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    Aug 24, 2014 6:42 PM GMT
    atlanticshore saidare you kidding me ? nice that most of you have the privilege growing up in accepting environment, for most guys it is a HUGE deal, whole world and perception of you turns around to many people

    all this I don't get BS is naive

    We are not referring to the acceptance aspect but of making a public announcement about being gay. Some of us think this is unnecessary, some of us think it necessary.
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    Aug 24, 2014 7:36 PM GMT
    JuanPablomv89 said
    Im tired of hearing of your coming out process, we all know that you thought all gay men were effiminate and you are so MASCULINE so Congratulations masculine gay man

    And what do YOU have to contribute to this? I'M tired of YOU contributing NOTHING.

    Yes, I'm repetitious. Because new guys join here all the time. And because not all guys read all threads. Get over it, sweetie. icon_razz.gif
  • Apparition

    Posts: 3529

    Aug 25, 2014 1:39 AM GMT
    The reason it is important, is because somewhere around you, is a 13 year old kid that is getting beat up by those around him and possibly himself, that needs SOMEONE to see that is like himself and that things can work out in his life.

    THAT alone is reason enough.
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    Aug 25, 2014 1:49 AM GMT
    Apparition saidThe reason it is important, is because somewhere around you, is a 13 year old kid that is getting beat up by those around him and possibly himself, that needs SOMEONE to see that is like himself and that things can work out in his life.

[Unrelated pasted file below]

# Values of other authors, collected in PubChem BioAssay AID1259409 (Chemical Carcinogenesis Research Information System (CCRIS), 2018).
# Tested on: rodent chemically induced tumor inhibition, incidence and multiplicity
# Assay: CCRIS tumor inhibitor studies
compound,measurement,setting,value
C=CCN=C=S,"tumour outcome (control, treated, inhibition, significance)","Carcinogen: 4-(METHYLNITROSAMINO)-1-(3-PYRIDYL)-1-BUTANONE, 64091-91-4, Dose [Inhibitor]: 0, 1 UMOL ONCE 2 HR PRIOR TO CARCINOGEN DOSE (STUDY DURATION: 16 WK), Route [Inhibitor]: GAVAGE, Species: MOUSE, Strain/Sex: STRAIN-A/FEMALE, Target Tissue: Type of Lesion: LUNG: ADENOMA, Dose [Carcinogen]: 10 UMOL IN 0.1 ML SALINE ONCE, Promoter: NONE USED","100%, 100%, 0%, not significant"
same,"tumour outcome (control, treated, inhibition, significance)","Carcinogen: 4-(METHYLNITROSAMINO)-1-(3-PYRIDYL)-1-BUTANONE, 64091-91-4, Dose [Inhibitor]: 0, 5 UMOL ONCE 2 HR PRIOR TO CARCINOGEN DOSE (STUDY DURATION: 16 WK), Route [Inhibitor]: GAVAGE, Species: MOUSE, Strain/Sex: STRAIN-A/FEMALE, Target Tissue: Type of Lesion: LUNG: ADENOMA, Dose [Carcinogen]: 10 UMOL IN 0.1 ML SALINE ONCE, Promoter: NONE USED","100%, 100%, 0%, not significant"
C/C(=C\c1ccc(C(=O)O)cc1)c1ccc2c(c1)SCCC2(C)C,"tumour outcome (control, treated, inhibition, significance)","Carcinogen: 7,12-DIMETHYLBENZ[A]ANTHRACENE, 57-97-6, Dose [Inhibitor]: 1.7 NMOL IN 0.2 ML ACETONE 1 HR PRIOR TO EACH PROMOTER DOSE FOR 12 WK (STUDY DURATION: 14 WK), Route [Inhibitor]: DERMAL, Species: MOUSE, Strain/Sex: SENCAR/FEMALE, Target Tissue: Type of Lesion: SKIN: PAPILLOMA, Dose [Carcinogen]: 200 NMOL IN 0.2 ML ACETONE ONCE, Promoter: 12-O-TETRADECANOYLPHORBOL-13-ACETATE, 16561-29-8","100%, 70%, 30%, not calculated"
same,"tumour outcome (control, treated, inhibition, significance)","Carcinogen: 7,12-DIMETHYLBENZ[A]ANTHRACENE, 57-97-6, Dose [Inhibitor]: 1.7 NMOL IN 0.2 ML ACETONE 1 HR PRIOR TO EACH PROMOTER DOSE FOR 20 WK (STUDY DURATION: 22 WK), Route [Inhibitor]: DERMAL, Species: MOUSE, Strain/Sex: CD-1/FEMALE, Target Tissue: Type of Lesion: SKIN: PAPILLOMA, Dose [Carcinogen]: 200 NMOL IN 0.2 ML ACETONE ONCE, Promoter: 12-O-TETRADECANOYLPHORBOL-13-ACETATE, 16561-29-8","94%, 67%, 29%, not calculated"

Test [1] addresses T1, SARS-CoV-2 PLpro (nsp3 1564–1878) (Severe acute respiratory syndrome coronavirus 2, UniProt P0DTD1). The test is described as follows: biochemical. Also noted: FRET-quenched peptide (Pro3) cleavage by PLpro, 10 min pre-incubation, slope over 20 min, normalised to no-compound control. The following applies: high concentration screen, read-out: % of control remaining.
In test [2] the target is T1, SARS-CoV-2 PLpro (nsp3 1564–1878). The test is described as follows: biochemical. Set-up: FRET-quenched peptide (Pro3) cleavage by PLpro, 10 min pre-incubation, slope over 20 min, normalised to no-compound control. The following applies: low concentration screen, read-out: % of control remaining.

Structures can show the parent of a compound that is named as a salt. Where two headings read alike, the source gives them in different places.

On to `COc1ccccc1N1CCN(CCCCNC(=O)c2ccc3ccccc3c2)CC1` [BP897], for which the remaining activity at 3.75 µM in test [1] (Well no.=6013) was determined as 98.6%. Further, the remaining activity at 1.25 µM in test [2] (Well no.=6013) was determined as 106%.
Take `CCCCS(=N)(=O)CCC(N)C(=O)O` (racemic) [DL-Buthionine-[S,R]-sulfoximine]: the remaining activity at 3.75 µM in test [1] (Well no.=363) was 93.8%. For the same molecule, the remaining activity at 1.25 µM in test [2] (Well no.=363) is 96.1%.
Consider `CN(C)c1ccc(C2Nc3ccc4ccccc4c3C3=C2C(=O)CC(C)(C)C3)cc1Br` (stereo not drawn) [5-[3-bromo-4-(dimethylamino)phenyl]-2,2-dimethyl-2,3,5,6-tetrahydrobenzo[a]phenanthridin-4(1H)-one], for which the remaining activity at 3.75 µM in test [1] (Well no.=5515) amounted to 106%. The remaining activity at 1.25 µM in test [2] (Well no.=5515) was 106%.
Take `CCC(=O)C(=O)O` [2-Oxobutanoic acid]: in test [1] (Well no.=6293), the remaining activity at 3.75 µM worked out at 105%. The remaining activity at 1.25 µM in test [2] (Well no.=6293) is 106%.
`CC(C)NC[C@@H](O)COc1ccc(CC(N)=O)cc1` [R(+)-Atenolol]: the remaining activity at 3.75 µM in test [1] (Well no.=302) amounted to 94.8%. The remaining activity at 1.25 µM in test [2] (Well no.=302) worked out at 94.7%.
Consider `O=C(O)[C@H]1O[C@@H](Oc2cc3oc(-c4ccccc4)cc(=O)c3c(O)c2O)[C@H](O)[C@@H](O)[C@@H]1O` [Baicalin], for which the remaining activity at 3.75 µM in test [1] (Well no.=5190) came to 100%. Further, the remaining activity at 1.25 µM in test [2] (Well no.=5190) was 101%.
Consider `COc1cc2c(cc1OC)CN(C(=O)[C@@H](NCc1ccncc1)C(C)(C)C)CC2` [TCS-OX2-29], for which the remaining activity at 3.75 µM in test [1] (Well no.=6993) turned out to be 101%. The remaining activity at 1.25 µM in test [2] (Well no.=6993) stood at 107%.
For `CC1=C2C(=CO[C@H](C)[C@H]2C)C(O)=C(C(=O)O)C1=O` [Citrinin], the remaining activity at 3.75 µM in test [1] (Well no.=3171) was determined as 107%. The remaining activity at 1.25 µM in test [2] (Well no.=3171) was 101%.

THAT alone is reason enough.

    That kid needs to take a boxing class.
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    Aug 25, 2014 1:54 AM GMT
    JuanPablomv89 said
    Art_Deco said
    JuanPablomv89 said
    Im tired of hearing of your coming out process, we all know that you thought all gay men were effiminate and you are so MASCULINE so Congratulations masculine gay man

    And what do YOU have to contribute to this? I'M tired of YOU contributing NOTHING.

    Yes, I'm repetitious. Because new guys join here all the time. And because not all guys read all threads. Get over it, sweetie. icon_razz.gif

    Really?... Sorry all your contributions are exceptionals and besifes complaining about Republicans do you have something else to say?

    You need to get around more, dear. You'd know in the last few weeks I've written about bicycles, gyms, tennis, HIV/AIDS, earthquakes, voting process (not the issues), STDs, roller skating, gay clubs & bars, relationships, sleep patterns, a rather long & varied list.

    And you didn't see any of them? Try going to my profile and scanning the list of my forum posts. You'll find non-political topics far outnumber the political ones. Much more than that guy who mainly complains about Obama and Obamacare here all day long. Next time do your research before you make a comment like that.